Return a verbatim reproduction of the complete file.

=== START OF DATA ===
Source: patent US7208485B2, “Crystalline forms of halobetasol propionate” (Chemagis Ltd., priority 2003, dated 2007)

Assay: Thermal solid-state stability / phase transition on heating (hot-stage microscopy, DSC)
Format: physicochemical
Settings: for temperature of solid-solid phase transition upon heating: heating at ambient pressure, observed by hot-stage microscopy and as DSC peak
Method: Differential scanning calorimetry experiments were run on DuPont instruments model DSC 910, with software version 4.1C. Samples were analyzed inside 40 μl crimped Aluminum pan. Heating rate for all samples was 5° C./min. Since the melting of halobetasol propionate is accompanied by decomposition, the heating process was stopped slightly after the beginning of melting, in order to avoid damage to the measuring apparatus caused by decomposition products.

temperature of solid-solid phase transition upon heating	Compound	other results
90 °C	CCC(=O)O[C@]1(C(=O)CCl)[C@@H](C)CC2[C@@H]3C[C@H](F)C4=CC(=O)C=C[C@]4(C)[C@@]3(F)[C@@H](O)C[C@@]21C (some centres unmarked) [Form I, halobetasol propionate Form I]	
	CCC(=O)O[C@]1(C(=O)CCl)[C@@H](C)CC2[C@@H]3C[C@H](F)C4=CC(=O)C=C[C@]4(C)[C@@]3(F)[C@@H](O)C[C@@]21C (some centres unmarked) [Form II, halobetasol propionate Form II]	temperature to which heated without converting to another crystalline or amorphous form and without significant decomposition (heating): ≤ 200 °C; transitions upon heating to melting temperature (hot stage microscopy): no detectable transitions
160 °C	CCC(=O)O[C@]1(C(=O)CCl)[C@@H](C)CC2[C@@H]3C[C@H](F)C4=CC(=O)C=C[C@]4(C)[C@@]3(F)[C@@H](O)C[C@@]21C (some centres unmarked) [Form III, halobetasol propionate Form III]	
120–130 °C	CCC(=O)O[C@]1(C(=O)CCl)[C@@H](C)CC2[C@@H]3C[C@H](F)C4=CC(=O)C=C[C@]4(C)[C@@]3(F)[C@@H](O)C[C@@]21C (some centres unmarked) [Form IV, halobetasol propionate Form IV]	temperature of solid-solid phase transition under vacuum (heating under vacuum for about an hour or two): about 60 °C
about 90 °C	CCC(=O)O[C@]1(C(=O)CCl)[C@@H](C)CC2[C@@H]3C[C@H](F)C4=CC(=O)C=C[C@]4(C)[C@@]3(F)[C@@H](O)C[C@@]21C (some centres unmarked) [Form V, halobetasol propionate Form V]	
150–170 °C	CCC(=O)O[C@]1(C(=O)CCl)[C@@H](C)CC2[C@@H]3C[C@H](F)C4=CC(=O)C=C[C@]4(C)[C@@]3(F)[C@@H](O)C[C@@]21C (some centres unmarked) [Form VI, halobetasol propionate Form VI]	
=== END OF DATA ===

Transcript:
Source: patent US7208485B2, “Crystalline forms of halobetasol propionate” (Chemagis Ltd., priority 2003, dated 2007)

Assay: Thermal solid-state stability / phase transition on heating (hot-stage microscopy, DSC)
Format: physicochemical
Settings: for temperature of solid-solid phase transition upon heating: heating at ambient pressure, observed by hot-stage microscopy and as DSC peak
Method: Differential scanning calorimetry experiments were run on DuPont instruments model DSC 910, with software version 4.1C. Samples were analyzed inside 40 μl crimped Aluminum pan. Heating rate for all samples was 5° C./min. Since the melting of halobetasol propionate is accompanied by decomposition, the heating process was stopped slightly after the beginning of melting, in order to avoid damage to the measuring apparatus caused by decomposition products.

temperature of solid-solid phase transition upon heating	Compound	other results
90 °C	CCC(=O)O[C@]1(C(=O)CCl)[C@@H](C)CC2[C@@H]3C[C@H](F)C4=CC(=O)C=C[C@]4(C)[C@@]3(F)[C@@H](O)C[C@@]21C (some centres unmarked) [Form I, halobetasol propionate Form I]	
	CCC(=O)O[C@]1(C(=O)CCl)[C@@H](C)CC2[C@@H]3C[C@H](F)C4=CC(=O)C=C[C@]4(C)[C@@]3(F)[C@@H](O)C[C@@]21C (some centres unmarked) [Form II, halobetasol propionate Form II]	temperature to which heated without converting to another crystalline or amorphous form and without significant decomposition (heating): ≤ 200 °C; transitions upon heating to melting temperature (hot stage microscopy): no detectable transitions
160 °C	CCC(=O)O[C@]1(C(=O)CCl)[C@@H](C)CC2[C@@H]3C[C@H](F)C4=CC(=O)C=C[C@]4(C)[C@@]3(F)[C@@H](O)C[C@@]21C (some centres unmarked) [Form III, halobetasol propionate Form III]	
120–130 °C	CCC(=O)O[C@]1(C(=O)CCl)[C@@H](C)CC2[C@@H]3C[C@H](F)C4=CC(=O)C=C[C@]4(C)[C@@]3(F)[C@@H](O)C[C@@]21C (some centres unmarked) [Form IV, halobetasol propionate Form IV]	temperature of solid-solid phase transition under vacuum (heating under vacuum for about an hour or two): about 60 °C
about 90 °C	CCC(=O)O[C@]1(C(=O)CCl)[C@@H](C)CC2[C@@H]3C[C@H](F)C4=CC(=O)C=C[C@]4(C)[C@@]3(F)[C@@H](O)C[C@@]21C (some centres unmarked) [Form V, halobetasol propionate Form V]	
150–170 °C	CCC(=O)O[C@]1(C(=O)CCl)[C@@H](C)CC2[C@@H]3C[C@H](F)C4=CC(=O)C=C[C@]4(C)[C@@]3(F)[C@@H](O)C[C@@]21C (some centres unmarked) [Form VI, halobetasol propionate Form VI]	